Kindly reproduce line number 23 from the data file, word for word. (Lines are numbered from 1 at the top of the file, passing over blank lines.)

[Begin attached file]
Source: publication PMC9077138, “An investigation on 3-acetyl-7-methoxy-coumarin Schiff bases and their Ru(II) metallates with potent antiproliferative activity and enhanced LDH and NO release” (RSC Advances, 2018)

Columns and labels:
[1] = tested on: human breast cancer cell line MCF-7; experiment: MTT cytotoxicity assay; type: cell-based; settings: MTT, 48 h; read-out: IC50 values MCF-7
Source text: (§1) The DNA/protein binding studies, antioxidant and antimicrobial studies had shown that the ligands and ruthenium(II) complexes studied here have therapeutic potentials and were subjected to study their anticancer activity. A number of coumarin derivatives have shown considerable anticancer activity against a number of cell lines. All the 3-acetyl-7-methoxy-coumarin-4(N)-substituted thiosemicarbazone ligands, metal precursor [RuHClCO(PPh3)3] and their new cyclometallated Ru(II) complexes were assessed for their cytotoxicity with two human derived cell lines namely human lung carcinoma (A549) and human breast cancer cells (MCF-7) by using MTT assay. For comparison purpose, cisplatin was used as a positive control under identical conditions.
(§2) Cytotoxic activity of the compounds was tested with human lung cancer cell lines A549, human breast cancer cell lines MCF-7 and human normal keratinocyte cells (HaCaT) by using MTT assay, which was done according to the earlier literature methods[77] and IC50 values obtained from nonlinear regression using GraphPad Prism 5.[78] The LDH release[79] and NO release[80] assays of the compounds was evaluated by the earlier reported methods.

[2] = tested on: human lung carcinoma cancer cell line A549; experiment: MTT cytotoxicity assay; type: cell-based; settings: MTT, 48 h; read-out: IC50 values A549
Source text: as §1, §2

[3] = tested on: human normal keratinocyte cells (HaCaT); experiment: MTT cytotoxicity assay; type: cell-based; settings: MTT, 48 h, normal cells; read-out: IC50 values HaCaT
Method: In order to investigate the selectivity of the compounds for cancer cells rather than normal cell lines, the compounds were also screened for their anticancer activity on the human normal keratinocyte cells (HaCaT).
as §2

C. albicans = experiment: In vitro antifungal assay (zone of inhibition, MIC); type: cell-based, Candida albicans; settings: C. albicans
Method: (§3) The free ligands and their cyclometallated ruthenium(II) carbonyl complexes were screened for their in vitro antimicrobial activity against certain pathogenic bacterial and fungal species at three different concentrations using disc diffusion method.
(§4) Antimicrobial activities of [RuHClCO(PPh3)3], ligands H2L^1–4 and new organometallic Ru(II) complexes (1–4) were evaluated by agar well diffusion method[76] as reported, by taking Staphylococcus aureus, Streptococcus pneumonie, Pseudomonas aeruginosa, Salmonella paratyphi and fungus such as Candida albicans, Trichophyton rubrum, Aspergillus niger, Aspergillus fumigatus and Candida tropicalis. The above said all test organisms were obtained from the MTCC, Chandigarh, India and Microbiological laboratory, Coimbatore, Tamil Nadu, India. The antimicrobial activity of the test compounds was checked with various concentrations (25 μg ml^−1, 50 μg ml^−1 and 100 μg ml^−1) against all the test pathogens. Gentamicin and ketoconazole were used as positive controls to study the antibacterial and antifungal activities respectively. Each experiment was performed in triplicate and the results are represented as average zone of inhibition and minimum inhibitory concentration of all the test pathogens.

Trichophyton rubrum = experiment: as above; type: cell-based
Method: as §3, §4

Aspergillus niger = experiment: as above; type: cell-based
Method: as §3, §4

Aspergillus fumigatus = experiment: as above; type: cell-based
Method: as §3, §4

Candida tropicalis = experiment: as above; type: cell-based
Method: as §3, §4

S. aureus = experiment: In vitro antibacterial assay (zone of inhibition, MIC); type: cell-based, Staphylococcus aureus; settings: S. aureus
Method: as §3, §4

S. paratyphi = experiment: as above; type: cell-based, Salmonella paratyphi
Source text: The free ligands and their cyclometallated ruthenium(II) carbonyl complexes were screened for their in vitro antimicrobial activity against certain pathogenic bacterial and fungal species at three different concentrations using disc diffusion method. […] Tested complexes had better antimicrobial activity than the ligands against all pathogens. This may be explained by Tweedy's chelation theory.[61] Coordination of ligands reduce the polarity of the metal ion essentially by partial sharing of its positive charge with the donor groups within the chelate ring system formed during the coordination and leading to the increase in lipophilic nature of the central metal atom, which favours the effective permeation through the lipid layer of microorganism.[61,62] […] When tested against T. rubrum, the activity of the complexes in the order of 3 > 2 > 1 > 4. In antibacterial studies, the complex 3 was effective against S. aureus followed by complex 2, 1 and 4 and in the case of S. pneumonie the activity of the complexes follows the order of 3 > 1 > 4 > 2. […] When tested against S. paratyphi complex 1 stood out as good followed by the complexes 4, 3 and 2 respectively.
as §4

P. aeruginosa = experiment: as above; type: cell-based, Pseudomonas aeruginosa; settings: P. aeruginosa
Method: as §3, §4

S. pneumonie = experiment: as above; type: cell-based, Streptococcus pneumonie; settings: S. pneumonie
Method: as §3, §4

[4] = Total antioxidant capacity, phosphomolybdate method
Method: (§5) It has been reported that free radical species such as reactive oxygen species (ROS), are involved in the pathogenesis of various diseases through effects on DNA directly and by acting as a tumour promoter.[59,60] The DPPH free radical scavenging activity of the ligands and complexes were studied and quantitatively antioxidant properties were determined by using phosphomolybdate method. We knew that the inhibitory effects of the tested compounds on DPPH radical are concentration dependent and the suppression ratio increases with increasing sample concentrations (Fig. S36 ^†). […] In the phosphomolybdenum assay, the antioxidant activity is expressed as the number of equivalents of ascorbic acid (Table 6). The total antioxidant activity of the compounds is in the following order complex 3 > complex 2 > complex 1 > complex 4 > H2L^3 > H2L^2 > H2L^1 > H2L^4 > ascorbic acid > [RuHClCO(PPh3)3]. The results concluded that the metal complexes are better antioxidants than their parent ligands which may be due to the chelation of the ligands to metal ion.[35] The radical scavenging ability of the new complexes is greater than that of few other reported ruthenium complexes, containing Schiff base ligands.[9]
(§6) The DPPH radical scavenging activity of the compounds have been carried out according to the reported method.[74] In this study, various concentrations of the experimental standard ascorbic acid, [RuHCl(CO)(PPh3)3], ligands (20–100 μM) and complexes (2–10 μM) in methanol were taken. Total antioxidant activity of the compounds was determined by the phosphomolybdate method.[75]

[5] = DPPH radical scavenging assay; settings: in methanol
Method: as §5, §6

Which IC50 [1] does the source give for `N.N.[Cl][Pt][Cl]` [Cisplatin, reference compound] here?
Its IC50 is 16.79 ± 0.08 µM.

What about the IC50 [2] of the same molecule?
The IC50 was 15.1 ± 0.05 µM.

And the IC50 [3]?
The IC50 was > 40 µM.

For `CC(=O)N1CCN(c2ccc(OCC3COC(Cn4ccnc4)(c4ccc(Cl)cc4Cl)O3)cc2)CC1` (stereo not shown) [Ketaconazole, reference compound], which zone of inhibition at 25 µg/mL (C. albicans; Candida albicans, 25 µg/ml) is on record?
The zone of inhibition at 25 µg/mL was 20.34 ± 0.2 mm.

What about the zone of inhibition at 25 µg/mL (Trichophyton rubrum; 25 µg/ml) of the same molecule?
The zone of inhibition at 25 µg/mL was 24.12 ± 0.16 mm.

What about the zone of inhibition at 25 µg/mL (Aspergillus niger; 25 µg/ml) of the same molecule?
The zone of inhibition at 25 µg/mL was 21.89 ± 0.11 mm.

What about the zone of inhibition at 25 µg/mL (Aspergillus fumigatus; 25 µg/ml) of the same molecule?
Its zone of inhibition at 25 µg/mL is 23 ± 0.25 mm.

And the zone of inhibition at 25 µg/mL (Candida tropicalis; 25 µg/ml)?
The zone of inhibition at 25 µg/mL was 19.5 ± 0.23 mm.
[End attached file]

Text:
Method: as §3, §4